The optimal duration and dosing of ketamine infusions. The effectiveness of the setting for the infusions (inpatient versus outpatient). Using ketamine on its own or as an adjunct to regional anesthetic blocks. Ketamine usage in diagnosed refractory cases of CRPS. The use of ketamine prior to an established diagnosis of CRPS.
Methods Searches: AmeriHealth Caritas searched PubMed and the databases of: • UK National Health Services Centre for Reviews and Dissemination. • Agency for Healthcare Research and Quality’s National Guideline Clearinghouse and other evidencebased practice centers. • The Centers for Medicare & Medicaid Services. Searches were conducted on February 9-February 11, 2014 using the terms "complex regional pain syndromes/drug therapy"[MeSH] OR "complex regional pain syndromes/therapy"[MeSH] OR “reflex sympathetic dystrophy” AND "kIVetamine"[MeSH]. Searches of PubMed were updated on March 11, 2015. Included were: •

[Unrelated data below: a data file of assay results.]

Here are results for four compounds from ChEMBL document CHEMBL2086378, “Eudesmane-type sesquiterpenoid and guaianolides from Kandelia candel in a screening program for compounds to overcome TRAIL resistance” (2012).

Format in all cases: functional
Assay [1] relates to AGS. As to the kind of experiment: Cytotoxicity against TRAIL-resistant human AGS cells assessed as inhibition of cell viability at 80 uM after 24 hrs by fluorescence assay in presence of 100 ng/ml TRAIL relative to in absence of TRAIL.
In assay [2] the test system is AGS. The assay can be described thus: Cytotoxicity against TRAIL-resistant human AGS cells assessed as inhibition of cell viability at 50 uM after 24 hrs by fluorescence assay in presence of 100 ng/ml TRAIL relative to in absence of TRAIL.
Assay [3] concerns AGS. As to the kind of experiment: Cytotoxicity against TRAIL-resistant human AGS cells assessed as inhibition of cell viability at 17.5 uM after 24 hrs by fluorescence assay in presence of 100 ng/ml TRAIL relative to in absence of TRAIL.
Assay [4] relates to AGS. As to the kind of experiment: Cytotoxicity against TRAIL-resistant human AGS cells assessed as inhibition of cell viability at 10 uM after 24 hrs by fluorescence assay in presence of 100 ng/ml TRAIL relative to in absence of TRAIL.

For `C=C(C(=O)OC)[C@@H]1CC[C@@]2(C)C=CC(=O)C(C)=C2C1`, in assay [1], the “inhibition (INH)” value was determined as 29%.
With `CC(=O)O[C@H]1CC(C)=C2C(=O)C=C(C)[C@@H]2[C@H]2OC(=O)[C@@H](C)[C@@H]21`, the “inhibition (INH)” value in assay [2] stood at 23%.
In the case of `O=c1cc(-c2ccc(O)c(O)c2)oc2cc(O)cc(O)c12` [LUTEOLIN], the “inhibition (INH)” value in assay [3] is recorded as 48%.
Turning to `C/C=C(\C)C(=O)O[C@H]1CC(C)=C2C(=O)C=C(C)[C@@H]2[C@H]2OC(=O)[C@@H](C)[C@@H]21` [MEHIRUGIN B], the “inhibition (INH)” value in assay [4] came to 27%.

Systematic reviews, which pool results from multiple studies to achieve larger sample sizes and greater precision of effect estimation than in smaller primary studies. Systematic reviews use predetermined transparent methods to minimize bias, effectively treating the review as a scientific endeavor, and are thus rated highest in evidence-grading hierarchies. Guidelines based on systematic reviews. Economic analyses, such as cost-effectiveness, and benefit or utility studies (but not simple cost studies), reporting both costs and outcomes — sometimes referred to as efficiency studies — which also rank near the top of evidence hierarchies.
Findings: One additional systematic review (Cossins 2013) and one meta-analysis (O’Connell 2013) were identified for this policy. One was a Cochrane synthesis of available systematic reviews (O’Connell). No economic analyses were identified. 6